2. charging circuit means including a normally charged timing capacitance;

3. semiconductor means coupled 'to said voltage divider means and to said charging circuit means, and operative to discharge said timing capacitance upon initiation of said control signal, and to generate said disabling signal following the termination of said control signal until said timing capacitance is recharged to a predetermined level; and

4. feedback circuit means coupled between said starting/warning means and said charging circuit means to enhance the fall time of said disabling signal.

6. The improvement according to claim 5 wherein said charging circuit means comprises first and second resistances connected in series with said timing capacitance between the terminals of a power source, the junction of said second resistance and said timing capacitance being coupled to said semiconductor means, and a switch connected so as to enable selective shunting of said first resistance.

7. The improvement according to claim 6 wherein said feedback circuit means is connected across both said first and second resistances in said charging circuit means so as to enable momentary shunting of said first and second resistances in response to a decrease in the magnitude of the disabling signal applied to said star ting/warning means.

8. The improvement according to claim 3 further comprising warning circuit means coupled to said disabling signal generating means and operative in response to said disabling signal to provide a warning signal for the duration of said disabling signal.

9. The improvement according to claim 3 wherein said starting/warning means comprises:

1. a first relay comprising a winding, an armature, and a contact and operative when actuated to cause engine start-up;

2. a second relay comprising a winding, an armature, and a contact and operative when actuated to cause actuation of said warning means;

3. first transistor switching means having its output terminals connected in series with the windings of said first and second relays between the terminals of a power source, and having its input terminal coupled to said starting switch, and operative upon actuation of said starting switch to become conductive;

4. second transistor switching means having its output terminals connected across the winding of said second relay in order to shunt said winding when rendered conductive; and

5. third transistor switching means having an output terminal coupled to the input terminal of said second transistor switching means and having its input terminal coupled to said disabling signal generating means, and operative to receive said disabling signal and, in response thereto, to render said second transistor switching means conductive.

10. The improvement according to claim 9 wherein said first transistor switching means comprises:

1. a first transistor having its output terminals connected between and in series with the windings of said first and second relays; and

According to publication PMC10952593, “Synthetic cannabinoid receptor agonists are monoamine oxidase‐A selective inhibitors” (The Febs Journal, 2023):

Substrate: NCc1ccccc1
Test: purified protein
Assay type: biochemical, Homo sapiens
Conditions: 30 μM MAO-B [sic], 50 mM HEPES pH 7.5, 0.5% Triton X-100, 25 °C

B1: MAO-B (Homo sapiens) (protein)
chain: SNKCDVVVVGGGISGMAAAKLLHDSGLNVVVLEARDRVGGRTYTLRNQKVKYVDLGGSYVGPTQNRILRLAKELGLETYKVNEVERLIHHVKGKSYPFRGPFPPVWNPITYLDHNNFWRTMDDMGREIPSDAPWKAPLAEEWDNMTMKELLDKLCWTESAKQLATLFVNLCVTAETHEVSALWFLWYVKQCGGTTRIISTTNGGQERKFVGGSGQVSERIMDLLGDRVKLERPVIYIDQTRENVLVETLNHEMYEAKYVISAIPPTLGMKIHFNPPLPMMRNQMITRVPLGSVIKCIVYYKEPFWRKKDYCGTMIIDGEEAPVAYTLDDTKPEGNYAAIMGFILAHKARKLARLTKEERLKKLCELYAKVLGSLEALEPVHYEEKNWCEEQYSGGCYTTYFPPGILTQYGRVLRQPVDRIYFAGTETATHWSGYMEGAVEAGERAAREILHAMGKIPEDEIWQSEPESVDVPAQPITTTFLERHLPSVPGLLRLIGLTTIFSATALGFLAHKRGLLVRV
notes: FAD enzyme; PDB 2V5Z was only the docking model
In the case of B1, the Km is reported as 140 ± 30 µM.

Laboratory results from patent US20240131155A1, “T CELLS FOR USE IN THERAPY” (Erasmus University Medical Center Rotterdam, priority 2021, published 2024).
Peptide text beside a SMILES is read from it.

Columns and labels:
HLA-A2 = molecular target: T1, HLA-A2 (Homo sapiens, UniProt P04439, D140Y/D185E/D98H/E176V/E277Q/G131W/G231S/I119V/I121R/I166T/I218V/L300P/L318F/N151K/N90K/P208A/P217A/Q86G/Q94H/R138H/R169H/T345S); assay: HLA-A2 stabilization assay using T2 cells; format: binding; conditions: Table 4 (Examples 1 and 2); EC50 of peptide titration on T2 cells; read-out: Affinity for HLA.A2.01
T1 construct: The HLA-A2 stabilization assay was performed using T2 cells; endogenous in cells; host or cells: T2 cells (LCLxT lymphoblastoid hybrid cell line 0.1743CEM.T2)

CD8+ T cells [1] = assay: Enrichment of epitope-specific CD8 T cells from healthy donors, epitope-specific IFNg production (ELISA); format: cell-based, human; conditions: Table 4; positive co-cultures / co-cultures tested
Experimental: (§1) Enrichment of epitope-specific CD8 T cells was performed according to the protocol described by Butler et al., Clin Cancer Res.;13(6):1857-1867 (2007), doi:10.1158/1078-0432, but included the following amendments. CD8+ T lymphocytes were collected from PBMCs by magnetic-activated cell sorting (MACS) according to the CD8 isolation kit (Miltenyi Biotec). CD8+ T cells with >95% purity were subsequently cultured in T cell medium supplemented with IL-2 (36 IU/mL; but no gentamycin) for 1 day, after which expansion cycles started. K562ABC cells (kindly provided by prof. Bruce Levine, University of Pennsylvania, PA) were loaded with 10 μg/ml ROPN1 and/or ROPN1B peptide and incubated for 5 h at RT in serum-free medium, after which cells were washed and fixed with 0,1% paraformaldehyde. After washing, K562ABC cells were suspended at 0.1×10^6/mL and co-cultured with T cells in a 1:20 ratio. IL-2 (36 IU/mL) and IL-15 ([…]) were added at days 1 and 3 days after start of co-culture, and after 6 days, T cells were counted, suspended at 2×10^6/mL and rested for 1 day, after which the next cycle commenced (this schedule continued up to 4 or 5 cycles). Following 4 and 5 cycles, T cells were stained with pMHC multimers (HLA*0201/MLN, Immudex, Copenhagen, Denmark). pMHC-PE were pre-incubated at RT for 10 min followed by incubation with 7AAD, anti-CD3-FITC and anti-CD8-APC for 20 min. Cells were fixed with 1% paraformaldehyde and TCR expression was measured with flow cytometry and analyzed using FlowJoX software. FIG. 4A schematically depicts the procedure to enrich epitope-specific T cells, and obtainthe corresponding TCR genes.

2. first and second resistances connected in series from the input terminal of said first transistor to the low side of the winding of said first relay, the junction of said first and second resistances being connected to said starting switch.

11. The improvement according to claim 9 wherein said third transistor switching means comprises:

1. third and fourth resistances connected in series, the junction of said third and fourth resistances being connected to the input terminal of said second transistor switching means;

2. a third transistor having its output terminals connected in series with said third and fourth resistances; and

3. an input network connected between the input terminal of said third transistor and said disabling signal generating means to receive said disabling signal, in response to which said third transistor is rendered conductive.

12. The improvement according to claim 3 wherein said surrogate signal generating means comprises:

1. limiting circuit means having its input coupled to said distributor means and operative to reduce the amplitude of the pulses in the pulse train generated by said distributor means during periods of vehicle engine operation;

2. first and second RC circuits having their inputs coupled to the output of said limiting circuit means and having time constants differing by a factor of at least 3, and operative to receive the reducedamplitude pulses developed by said limiting circuit means;

3. differential amplifier means including first and second transistors having their input terminals coupled to said first and second RC circuits, respectively, said first transistor being rendered conductive during charging of said first and second RC circuits so as to alter the bias on said second transistor to prevent said second transistor from becoming conductive during charging of said first and second RC circuits; and

4. a third transistor having its input coupled to said differential amplifier means and operative, when rendered conductive by said differential amplifier means, to generate said surrogate signal.

13. The improvement according to claim 12 wherein said surrogate signal generating means further comprises a fourth transistor having its input terminal coupled to said starting switch and its output terminals connected to shunt the output pulses from said limiting circuit means when said fourth transistor is rendered conductive by actuation of said starting switch.